Owning a business was the last thing Rebecca Fries envisioned. Majoring in media and communications at Queens College, the 29-year-old dreamed of a job as an entertainment industry publicist. But a year of job-hopping yielded little success, so she decided to take a risk and invest all her savings to open, Olive and Tuesday, a trendy clothing store in her suburban hometown of Woodmere, New York.On a recent Sunday morning, Fries sat at the counter of her 370-square foot store with top 40 hits playing in the background. The airy space feels like a huge walk-in closet with clothing displayed on textured white built-ins along the walls.

Fries sported her uniform of leggings, a sweatshirt with cold shoulder cutouts, and sunglasses on her head. While we spoke, Fries multitasked, ordering merchandise, sipping her standard Starbucks order “triple shot of espresso over ice in a venti cup with a splash of milk,” and helping customers choose among $100 leggings and $170 sweatshirts.

Q: What motivated you to open Olive and Tuesday? Your only retail experience was managing a cosmetics store in college. 

A: I was in Los Angeles in the summer of 2013, and really loved the type of clothing people were wearing. It was effortless and cool. I wanted to have a taste of Los Angeles in New York. I decided that I was going to sell this style clothing, which we now know as athleisure, because it was something nobody was selling here.

It was just seven weeks from the time the idea was conceived to opening day. I opened on October 1, 2013, because that marked one year from the time I had no idea what I was going to do. It was a year of growth for me. It was also a Tuesday, which is fitting because of the name of the store.

Q: How did you come up with the name for the store?

A: Olivia, my niece, is “Olive” and Jacob, my nephew, was born on a Tuesday. I name it after them because they are my best friends, even though they are 10 years old and 6 years old!

 Q: The original concept for Olive and Tuesday was to be online, yet we are sitting in your store five years later, what happened?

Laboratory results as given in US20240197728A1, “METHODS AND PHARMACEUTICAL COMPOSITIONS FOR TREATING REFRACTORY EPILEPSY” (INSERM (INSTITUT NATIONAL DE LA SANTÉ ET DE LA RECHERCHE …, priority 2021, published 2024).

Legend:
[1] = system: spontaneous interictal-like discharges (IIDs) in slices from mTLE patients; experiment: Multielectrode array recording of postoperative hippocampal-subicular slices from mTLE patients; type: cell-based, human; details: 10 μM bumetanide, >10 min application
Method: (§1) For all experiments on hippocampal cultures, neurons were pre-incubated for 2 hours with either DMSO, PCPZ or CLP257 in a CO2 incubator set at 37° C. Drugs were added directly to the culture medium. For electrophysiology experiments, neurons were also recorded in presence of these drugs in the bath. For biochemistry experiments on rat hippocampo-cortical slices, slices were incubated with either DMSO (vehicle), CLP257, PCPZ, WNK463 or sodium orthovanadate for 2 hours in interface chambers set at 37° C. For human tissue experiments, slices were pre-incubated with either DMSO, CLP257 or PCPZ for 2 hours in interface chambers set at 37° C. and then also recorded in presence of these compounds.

A: Brands would not sell to me if I did not have a brick-and-mortar location. So I had to get a location to establish myself to brands and figured I could shift to online after. The people supporting me made me decide to focus on the store. I realized the relationship with me was part of the experience. I want people to feel comfortable here and look at me as a friend. That is also why I don’t have any employees. A big reason why people come in is to talk with me and hang out, and nobody I hired embraced the relationship with customers like me.

Q: How did you secure the brands you carry since they were exclusive when you started?

A: I wanted young, different brands that were not well known, like Monrow and LNA. They wouldn’t just sell you merchandise if you said, “Hey I’m opening a store.” You tell them who else you are carrying and they decide if it’s a good fit. So I sent all of them emails saying I was carrying these other brands, even though I wasn’t, because I knew it was the only way to get the lines. It is cool that these brands were just starting out when I opened and we have grown together.

Q: Athleisure is now worn everywhere for just about anything. You were ahead of the curve on predicting athleisure as the new uniform replacing jeans in Woodmere.

A: I never had any intention of creating such a widespread thing here. It is very humbling. I see that everyone is obsessed with it, and people are still following me five years later. I just thought this is cool stuff; whoever likes it should love it with me.

Q: What were your highest and lowest points getting here?

A: They are actually the same. Two years ago, I find out the owners of the cosmetics store I worked at, who I loved, opened a store less than a two-minute drive away with the same clothing. They were going after all of my lines and trying to take all of my business. They would come in and shop with their kids, and ask me questions of how I got these brands. I thought, “Wow they are really interested in my business.” That was a turning point because it taught me you have to be careful with trust, and if you bark at everyone that passes you then you are never going to be successful. I learned to just worry about myself and focus on where I want to go.

Q: Where will your business be in five years?

A: I am definitely seeing that the trend is moving online for shopping, ironically, so we might be online more. I should be looking at the bigger picture, that’s not me though. I just take it day by day.